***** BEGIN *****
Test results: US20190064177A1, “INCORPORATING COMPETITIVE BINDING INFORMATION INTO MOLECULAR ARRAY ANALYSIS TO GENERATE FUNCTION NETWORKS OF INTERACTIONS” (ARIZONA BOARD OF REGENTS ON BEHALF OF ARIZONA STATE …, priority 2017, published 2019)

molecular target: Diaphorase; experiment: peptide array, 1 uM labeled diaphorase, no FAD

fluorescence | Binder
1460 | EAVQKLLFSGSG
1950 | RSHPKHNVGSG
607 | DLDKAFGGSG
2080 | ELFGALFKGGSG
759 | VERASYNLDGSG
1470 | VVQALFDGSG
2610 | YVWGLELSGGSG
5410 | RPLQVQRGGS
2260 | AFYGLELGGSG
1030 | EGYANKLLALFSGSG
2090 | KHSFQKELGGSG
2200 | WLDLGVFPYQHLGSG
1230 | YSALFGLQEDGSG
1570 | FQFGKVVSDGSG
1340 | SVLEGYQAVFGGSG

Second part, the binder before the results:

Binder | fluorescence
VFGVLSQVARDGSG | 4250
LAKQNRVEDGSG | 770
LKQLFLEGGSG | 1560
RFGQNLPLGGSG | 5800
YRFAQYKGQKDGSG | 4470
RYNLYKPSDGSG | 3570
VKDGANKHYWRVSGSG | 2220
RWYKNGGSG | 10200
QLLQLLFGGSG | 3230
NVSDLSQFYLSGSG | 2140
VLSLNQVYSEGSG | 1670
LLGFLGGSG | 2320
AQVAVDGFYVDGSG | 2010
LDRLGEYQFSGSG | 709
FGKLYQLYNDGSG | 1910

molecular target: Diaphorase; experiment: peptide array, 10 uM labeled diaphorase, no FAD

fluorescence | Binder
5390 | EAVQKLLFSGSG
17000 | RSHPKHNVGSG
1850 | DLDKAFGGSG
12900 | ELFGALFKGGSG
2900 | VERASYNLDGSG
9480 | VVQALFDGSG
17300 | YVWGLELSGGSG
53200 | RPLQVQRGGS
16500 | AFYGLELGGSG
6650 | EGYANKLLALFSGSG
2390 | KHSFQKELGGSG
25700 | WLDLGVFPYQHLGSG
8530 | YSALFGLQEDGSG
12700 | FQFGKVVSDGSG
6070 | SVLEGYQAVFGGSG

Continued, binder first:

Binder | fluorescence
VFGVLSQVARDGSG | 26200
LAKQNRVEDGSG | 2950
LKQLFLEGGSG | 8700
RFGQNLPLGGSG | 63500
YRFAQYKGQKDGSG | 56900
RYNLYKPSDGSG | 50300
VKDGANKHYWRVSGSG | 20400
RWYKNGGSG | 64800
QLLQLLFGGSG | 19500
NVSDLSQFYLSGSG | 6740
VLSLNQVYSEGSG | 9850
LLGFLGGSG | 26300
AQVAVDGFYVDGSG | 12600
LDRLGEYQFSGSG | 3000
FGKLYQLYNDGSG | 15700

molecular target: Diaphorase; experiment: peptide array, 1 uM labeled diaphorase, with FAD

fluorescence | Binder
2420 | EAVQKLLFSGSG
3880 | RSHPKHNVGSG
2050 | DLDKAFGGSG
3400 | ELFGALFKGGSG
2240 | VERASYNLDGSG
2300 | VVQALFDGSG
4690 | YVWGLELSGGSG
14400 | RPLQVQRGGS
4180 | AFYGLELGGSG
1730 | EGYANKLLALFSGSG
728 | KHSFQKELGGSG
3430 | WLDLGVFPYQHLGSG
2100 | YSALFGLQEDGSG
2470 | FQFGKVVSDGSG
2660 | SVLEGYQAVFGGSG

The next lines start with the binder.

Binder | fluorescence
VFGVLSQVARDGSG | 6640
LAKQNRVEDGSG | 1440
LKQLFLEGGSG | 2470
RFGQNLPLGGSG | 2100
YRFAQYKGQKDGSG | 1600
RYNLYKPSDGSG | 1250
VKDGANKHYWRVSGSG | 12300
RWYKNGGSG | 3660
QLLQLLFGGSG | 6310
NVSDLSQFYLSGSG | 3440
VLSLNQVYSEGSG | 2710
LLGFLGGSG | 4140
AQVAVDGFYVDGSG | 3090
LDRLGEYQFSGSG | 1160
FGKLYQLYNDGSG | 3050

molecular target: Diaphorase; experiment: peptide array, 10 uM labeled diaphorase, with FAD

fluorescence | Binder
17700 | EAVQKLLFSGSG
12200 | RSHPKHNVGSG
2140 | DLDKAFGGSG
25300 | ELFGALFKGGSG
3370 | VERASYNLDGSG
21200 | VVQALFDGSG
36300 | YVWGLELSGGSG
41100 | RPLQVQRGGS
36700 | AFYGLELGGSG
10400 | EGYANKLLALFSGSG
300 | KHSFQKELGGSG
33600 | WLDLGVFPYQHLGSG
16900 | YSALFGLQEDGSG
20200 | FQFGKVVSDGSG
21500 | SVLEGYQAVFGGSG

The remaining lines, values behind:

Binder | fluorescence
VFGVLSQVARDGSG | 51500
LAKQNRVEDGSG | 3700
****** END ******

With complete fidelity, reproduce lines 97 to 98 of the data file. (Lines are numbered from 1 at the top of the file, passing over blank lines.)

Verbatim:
QLLQLLFGGSG | 6310
NVSDLSQFYLSGSG | 3440